There is no question that Joanne Yepsen has an enthusiastic vision of mobilizing people into committees that will take on the many tasks that she thinks would make the city better.  The problem is that just establishing committees in and of itself is not always the best way to achieve things.

The last successful charter revision was done when Ken Klotz was Mayor.  The committee’s mission was simply to clean up the charter that had all kinds of archaic items that were either no longer relevant or that were in conflict with other provisions or state law.  They also added some new provisions for offices and for procedures to address other problems they identified.

It took this group eighteen months to complete their work.  It took them many months just to thoroughly educate themselves regarding the charter as it existed then.

My own experience in both government and business tells me that this current project has structural problems from the beginning.

First of all it has no specific charge. These committees can either be directed to make revisions in the current charter, as was the case with Mayor Klotz’s committee, or the committee can be charged with replacing our current commission form with an entirely new form of government as was the case when Ray Watkin was Mayor. Mayor Yepsen has at this point not given her committee a direction. Some of the appointees on this committee feel passionately that we need a whole new form of government.  Others have a history of supporting the existing commission form.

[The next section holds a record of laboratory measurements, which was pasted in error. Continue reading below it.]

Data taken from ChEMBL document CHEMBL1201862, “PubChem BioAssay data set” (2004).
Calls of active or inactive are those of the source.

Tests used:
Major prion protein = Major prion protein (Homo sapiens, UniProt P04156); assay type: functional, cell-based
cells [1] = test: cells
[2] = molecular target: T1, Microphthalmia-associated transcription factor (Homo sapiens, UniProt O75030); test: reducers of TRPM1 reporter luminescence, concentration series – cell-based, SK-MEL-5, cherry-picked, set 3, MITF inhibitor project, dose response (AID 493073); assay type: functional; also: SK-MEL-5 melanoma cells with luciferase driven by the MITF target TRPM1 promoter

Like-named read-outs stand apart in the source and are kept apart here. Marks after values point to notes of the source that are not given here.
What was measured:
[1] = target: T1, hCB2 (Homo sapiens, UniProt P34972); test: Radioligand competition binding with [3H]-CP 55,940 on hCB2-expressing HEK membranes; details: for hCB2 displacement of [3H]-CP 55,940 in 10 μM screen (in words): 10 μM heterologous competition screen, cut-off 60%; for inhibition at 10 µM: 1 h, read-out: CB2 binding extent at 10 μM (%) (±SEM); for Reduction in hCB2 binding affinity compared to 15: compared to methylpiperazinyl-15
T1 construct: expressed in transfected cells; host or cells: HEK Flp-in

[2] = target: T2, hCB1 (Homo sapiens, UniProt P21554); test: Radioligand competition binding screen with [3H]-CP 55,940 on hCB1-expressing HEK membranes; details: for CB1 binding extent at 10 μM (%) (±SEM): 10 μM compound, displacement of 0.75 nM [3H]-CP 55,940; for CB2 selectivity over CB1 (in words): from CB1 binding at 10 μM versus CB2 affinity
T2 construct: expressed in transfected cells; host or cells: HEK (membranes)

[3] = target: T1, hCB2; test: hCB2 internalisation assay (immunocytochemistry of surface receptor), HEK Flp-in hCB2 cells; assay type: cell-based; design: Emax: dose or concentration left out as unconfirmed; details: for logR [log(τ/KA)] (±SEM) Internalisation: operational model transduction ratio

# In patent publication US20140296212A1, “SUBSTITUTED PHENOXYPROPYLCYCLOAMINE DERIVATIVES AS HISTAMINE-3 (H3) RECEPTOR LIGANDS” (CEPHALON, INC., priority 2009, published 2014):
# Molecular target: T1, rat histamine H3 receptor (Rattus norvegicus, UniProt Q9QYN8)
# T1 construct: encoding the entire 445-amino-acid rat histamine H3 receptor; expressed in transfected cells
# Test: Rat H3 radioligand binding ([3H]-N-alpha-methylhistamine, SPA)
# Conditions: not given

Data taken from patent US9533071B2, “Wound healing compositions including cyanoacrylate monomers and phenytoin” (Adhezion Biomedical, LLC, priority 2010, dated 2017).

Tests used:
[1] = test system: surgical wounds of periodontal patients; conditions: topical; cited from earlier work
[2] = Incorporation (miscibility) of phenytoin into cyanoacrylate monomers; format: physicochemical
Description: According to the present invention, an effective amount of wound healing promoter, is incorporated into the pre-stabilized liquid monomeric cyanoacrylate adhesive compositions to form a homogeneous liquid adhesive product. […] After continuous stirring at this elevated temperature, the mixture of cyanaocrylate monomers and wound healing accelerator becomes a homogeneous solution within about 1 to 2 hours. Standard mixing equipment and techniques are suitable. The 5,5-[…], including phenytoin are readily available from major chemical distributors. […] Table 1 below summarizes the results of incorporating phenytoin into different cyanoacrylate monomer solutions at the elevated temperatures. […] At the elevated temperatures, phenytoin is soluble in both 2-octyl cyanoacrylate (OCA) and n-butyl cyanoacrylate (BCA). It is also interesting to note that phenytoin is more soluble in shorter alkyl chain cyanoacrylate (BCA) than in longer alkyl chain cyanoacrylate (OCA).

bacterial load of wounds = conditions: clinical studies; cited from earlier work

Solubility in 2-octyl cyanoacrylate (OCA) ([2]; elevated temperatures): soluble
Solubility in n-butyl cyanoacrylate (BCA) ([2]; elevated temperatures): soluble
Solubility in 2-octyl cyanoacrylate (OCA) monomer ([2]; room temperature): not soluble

Complicating the situation even more, without naming individuals, this committee has some very strong personalities on it that have not always played well together.  Worse is the size of the committee.  As noted earlier, the Mayor has indicated that she may be adding even more people to the committee.   It is my experience that the larger the committee the more time it takes to transact even the most menial of tasks.  The larger the committee, the more difficult it is to have problematic personalities learn to work together.  Big committees are in general a cumbersome and not usually a very successful way to do business.